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Sewage sludge train cars in Birmingham to be moved after 'death smell' complaints

By Dennis Pillion

Several dozen train cars loaded with what appears to be sewage sludge from wastewater treatment plants in New York and New Jersey will be pulled back into a rail yard and off the tracks in north Birmingham, according to a statement from Birmingham Mayor Randall Woodfin's office.

According to photos and video posted to social media (featuring strong language), at least 80 train cars were parked on tracks Tuesday, near Finley Boulevard, between 27th Avenue North and 29th Avenue North.

The posting described a "death smell," emanating from the train cars, and said a local business had been getting calls about a possible dead body in the area due to the odor.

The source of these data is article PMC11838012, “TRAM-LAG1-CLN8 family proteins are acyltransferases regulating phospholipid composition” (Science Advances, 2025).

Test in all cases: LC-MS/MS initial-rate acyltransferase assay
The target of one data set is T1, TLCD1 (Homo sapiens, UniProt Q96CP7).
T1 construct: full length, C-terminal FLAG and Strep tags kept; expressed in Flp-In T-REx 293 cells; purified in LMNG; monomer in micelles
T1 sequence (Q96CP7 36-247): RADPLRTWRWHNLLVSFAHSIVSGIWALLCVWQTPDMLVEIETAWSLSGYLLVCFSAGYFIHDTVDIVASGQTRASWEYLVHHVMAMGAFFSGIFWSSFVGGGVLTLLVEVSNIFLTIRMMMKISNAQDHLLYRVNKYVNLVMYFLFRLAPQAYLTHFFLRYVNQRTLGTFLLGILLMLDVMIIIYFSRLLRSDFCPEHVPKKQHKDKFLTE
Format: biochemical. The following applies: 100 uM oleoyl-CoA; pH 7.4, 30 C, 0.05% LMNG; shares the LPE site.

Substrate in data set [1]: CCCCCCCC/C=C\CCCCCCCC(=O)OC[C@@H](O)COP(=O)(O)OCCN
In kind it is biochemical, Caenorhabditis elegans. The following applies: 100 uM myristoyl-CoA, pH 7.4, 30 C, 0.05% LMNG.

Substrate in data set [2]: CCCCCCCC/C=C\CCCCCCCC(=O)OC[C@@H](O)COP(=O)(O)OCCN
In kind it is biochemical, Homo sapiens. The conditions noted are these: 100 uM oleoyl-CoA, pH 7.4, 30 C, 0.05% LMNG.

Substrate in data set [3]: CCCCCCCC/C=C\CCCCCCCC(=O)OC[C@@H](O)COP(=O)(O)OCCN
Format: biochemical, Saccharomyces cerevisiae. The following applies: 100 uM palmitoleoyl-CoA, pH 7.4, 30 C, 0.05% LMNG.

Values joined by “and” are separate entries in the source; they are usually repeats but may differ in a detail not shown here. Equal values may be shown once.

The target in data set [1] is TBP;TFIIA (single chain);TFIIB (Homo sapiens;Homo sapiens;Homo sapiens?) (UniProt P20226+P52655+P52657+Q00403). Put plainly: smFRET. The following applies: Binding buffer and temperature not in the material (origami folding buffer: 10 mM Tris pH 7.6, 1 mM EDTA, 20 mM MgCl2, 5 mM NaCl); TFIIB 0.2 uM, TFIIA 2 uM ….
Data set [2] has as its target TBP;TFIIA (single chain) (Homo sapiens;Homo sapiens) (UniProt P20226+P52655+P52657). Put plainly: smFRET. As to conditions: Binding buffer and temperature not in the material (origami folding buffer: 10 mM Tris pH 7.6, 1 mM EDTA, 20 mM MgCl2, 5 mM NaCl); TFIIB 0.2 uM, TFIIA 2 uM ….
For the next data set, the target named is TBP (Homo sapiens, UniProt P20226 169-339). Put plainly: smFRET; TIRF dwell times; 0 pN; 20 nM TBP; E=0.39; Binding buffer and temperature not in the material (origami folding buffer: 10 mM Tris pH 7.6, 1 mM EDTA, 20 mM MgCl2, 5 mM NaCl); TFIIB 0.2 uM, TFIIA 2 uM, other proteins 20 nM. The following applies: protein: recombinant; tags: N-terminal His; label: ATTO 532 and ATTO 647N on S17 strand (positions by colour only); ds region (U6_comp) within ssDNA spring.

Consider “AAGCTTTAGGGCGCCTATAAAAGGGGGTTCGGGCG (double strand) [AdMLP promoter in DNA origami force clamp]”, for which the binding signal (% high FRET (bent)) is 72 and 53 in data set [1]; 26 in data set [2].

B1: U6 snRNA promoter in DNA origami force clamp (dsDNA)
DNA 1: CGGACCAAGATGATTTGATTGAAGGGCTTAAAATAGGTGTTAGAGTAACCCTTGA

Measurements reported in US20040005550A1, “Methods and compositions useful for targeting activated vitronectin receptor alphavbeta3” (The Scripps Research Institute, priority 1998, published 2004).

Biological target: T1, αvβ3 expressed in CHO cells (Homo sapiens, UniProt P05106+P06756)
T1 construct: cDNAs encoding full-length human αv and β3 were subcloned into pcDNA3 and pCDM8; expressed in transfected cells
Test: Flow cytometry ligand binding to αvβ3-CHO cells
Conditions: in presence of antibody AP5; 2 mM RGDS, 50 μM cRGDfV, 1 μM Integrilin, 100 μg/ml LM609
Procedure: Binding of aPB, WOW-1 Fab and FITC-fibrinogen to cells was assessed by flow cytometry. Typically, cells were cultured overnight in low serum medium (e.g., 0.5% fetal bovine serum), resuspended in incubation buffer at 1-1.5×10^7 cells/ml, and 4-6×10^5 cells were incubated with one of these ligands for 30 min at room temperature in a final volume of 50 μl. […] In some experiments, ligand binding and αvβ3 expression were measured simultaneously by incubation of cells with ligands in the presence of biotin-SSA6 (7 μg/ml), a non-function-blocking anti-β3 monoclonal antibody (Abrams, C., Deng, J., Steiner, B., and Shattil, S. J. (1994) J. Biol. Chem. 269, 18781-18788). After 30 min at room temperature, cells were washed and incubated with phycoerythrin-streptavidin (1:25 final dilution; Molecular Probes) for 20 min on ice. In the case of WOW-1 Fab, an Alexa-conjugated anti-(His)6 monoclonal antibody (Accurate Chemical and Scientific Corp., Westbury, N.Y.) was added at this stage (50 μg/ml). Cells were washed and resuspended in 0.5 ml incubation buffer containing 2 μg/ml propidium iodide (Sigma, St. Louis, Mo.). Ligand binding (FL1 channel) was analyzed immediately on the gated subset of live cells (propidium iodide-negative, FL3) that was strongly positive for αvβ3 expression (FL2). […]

The train cars appear identical to shipments that have caused controversy and court battles in Jefferson and Walker Counties, as containers of sewage sludge from wastewater treatment plants in New York and New Jersey are carried by train to the greater Birmingham area for disposal at the Big Sky Environmental landfill in Adamsville.

Personnel at the landfill were not immediately available for comment as to whether the containers sitting on the train in Birmingham were in fact headed for the landfill.

Hundreds, perhaps thousands, of train cars full of the sewage sludge have been rolling into the landfill since early 2017, generating citizen complaints about odors and legal action from municipalities at every stop.

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